The PLI survey revealed a landscape heavily modified for intensive agriculture, necessary to sustain populations on this scale. Lidar shows field systems in the low-lying wetlands and terraces in the upland areas. The scale of wetland systems and their association with dense populations suggest centralized planning, whereas upland terraces cluster around residences, implying local management. Analysis identified 362 km2 of deliberately modified agricultural terrain and another 952 km2 of unmodified uplands for potential swidden use. Approximately 106 km of causeways within and between sites constitute evidence of inter- and intracommunity connectivity. In contrast, sizable defensive features point to societal disconnection and large-scale conflict.

CONCLUSION

The 2144 km2 of lidar data acquired by the PLI alter interpretations of the ancient Maya at a regional scale. An ancient population in the millions was unevenly distributed across the central lowlands, with varying degrees of urbanization. Agricultural systems found in lidar indicate how these populations were supported, although an irregular distribution suggests the existence of a regional agricultural economy of great complexity. Substantial infrastructural investment in integrative features (causeways) and conflictive features (defensive systems) highlights the interconnectivity of the ancient lowland Maya landscape. These perspectives on the ancient Maya generate new questions, refine targets for fieldwork, elicit regional study across continuous landscapes, and advance Maya archaeology into a bold era of research and exploration.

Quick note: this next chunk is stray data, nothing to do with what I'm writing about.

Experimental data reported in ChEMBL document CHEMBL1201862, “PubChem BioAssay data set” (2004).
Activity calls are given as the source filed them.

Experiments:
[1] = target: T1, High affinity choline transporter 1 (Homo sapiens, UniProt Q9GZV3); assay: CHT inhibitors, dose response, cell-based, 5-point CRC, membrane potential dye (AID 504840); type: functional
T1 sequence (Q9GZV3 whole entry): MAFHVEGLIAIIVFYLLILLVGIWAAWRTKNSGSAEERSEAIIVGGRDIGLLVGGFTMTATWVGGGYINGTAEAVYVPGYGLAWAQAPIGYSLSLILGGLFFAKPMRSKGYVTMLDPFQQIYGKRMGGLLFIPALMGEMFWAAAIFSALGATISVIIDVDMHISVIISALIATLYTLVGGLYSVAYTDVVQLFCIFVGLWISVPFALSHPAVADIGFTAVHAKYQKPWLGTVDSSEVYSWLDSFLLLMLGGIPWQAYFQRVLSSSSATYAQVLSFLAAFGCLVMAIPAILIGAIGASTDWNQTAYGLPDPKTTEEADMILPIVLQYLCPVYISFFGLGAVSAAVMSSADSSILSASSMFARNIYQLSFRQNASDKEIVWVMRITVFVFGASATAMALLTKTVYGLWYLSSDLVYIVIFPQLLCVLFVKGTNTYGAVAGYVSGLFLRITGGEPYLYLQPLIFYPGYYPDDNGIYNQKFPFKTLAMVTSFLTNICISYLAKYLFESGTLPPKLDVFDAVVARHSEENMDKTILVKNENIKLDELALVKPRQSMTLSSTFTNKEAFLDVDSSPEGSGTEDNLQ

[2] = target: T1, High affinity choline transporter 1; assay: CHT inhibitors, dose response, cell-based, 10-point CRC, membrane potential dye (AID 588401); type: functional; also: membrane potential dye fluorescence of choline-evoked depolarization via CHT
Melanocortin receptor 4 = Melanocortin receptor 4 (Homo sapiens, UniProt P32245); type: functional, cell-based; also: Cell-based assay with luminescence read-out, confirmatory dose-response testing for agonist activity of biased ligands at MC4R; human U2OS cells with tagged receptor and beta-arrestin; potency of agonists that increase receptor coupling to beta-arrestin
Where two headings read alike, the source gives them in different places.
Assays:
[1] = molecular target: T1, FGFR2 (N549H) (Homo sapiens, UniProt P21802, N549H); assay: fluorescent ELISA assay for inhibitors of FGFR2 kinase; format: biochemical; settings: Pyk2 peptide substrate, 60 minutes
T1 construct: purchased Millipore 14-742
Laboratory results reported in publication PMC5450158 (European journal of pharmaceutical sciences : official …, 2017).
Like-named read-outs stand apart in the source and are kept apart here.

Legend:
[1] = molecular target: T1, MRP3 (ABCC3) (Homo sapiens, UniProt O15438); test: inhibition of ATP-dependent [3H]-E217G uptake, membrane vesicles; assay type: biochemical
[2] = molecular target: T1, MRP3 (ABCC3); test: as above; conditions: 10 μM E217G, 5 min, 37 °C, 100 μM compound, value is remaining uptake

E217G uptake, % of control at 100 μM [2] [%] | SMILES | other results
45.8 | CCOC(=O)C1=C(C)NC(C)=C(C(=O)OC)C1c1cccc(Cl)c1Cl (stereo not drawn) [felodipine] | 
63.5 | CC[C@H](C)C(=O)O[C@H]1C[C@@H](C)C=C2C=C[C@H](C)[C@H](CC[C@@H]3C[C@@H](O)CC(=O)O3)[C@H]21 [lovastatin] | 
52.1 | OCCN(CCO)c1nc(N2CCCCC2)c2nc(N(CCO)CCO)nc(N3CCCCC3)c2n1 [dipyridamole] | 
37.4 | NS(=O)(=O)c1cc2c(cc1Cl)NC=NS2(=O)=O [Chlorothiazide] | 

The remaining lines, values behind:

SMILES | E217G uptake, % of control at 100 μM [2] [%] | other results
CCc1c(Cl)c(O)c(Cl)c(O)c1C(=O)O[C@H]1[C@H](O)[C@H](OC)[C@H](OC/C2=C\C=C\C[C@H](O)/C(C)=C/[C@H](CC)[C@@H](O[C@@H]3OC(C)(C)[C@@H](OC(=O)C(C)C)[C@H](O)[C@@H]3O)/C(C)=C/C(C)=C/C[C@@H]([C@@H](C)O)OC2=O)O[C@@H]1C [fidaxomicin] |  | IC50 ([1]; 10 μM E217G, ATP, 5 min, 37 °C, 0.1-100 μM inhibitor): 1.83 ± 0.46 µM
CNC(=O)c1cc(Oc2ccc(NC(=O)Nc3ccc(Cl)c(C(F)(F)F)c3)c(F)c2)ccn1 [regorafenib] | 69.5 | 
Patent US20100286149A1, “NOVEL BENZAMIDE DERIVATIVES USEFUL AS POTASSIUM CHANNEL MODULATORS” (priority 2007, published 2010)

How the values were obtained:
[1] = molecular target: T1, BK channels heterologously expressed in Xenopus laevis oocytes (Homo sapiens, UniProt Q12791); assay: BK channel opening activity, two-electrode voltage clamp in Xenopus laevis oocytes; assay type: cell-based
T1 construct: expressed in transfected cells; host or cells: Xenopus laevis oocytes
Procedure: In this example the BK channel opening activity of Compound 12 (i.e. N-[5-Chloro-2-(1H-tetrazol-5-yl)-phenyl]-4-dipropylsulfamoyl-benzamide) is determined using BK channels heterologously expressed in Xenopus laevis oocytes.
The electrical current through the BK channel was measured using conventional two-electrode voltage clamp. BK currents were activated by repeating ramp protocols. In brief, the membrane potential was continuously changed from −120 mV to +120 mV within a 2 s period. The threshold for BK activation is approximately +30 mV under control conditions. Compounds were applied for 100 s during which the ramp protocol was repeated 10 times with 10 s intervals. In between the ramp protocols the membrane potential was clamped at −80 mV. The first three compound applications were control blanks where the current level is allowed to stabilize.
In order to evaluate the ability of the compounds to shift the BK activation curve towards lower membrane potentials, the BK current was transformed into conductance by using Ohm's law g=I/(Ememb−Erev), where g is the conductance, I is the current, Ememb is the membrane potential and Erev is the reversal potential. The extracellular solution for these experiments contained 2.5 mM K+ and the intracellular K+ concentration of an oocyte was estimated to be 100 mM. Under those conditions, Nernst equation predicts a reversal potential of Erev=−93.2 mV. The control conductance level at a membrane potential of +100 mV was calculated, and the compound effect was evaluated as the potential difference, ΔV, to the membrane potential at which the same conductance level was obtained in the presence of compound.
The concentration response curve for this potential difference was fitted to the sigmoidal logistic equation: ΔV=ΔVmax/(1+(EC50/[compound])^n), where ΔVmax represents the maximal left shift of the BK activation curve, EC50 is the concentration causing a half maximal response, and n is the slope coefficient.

Representation of the archaeological site of Naachtun, Petén, at twilight.

Each ancient structure is marked by a yellow dot.

CREDIT: L. AULD-THOMAS AND M. A. CANUTO

Abstract

Lowland Maya civilization flourished in the tropical region of the Yucatan peninsula and environs for more than 2500 years (~1000 BCE to 1500 CE). Known for its sophistication in writing, art, architecture, astronomy, and mathematics, Maya civilization still poses questions about the nature of its cities and surrounding populations because of its location in an inaccessible forest. In 2016, an aerial lidar survey across 2144 square kilometers of northern Guatemala mapped natural terrain and archaeological features over several distinct areas. We present results from these data, revealing interconnected urban settlement and landscapes with extensive infrastructural development. Studied through a joint international effort of interdisciplinary teams sharing protocols, this lidar survey compels a reevaluation of Maya demography, agriculture, and political economy and suggests future avenues of field research.